Long QT syndrome - LQTS Video

Learn about Long QT syndrome - LQTS Andrew D. Blaufox, MD Pediatric Electrophysiology Schneider Children's Hospital . Associate Professor Clinical Pediatrics Albert Einstein College of Medicine. Medical School: Albert Einstein College of Medic...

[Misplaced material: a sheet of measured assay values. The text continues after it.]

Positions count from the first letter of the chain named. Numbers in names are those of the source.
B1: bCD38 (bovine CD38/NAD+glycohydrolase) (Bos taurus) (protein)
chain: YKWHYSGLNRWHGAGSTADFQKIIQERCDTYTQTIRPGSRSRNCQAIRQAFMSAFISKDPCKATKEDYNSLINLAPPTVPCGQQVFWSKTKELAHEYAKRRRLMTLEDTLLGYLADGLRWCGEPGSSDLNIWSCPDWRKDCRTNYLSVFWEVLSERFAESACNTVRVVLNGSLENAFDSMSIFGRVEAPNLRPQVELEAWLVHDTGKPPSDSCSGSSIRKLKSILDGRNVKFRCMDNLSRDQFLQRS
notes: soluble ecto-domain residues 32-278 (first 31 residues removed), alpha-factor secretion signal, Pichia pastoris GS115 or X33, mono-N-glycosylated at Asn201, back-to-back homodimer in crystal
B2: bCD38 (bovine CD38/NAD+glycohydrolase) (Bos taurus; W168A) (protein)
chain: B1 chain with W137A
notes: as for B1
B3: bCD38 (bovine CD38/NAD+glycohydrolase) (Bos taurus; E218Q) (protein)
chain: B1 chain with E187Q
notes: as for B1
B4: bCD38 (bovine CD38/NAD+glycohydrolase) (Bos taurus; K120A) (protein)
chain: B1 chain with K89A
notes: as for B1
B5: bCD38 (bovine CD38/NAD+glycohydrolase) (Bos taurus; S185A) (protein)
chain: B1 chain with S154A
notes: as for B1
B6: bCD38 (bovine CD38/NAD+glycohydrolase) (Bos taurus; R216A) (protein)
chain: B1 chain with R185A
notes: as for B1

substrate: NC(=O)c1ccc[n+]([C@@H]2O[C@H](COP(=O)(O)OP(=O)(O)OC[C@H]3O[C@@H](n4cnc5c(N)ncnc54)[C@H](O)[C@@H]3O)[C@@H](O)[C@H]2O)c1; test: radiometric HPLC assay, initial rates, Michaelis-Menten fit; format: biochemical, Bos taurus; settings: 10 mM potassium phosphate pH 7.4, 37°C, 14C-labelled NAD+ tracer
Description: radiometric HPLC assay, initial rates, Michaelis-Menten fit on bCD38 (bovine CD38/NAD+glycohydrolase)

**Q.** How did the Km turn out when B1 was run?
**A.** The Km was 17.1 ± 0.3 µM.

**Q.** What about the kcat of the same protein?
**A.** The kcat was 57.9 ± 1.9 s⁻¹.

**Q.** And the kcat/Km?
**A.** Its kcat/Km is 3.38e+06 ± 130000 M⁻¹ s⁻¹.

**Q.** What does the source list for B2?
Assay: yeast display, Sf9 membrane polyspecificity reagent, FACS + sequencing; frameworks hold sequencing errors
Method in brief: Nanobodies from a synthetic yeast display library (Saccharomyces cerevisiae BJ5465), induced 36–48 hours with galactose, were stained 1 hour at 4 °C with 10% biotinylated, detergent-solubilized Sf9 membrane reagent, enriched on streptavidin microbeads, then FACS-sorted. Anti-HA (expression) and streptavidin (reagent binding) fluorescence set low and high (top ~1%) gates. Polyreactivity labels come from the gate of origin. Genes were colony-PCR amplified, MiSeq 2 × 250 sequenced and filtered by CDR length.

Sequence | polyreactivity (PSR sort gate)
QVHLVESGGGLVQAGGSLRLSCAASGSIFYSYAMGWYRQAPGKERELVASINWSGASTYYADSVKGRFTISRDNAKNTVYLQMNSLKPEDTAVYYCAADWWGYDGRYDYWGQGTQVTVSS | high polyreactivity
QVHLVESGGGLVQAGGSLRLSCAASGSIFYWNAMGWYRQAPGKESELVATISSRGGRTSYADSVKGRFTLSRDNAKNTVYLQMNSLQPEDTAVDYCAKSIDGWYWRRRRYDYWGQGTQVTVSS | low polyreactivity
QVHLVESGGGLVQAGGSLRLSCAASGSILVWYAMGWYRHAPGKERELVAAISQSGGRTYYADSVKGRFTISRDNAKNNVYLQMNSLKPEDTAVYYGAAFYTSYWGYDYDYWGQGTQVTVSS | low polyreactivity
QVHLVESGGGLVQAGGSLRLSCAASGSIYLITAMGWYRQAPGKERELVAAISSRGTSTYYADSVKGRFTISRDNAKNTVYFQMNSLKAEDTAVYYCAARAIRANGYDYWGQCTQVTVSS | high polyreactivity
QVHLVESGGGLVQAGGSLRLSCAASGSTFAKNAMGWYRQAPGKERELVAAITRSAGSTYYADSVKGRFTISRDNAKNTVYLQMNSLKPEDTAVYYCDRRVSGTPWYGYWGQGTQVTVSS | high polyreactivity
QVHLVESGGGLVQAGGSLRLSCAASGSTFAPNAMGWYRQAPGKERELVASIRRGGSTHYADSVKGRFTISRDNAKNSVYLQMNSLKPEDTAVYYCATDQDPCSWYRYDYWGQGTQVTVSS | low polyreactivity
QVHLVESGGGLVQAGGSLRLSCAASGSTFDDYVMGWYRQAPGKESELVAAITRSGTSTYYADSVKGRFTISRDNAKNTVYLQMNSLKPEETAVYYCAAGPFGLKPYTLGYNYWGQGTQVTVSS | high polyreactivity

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Male Speaker: Long QT, what is that? Andrew D. Blaufox: The Long QT Syndrome is a inheritable problem for the most part, although there are acquired forms of Long QT Syndrome. What that involves is that it takes a longer time for the heart to reset itself. The heart has a beginning phase where the charges get propagated down through the tissue and then it has to reset itself, and in the Long QT Syndrome the resetting takes longer and incurs variable times throughout the heart muscle. This sets patients up for having malignant, dangerous arrhythmia such as torsade de pointes and ventricular fibrillation and puts them at risk for a sudden death. The problem with Congenital Long QT Syndrome occurs in either influx of sodium into the cell or efflux of potassium out of the MAO sites, and then prolong the actual potential duration which then gets manifests as this measured prolong QT interval. Male Speaker: Just looking at a person, listening to a person, could you pick up Long QT without a cardiograph? Andrew D. Blaufox: No. You can have suspicions that someone might have Congenital Long QT syndrome if they had Syncope, let's say, with or without exercise, without any prodrome of dizziness that's more typical of a simple faint. Let's say they had a family history of a close degree relative who died suddenly with a startle or something in that nature, then you might be highly suspicious that something like the Long QT Syndrome -- Male Speaker: So QT could run in families? Andrew D. Blaufox: Long QT Syndrome, its a genetic problem, so by and large it runs in families, although spontaneous mutations do occur, so you may have isolated cases, but by and large, if you find it in one family member, you need to look at all the other close relatives.

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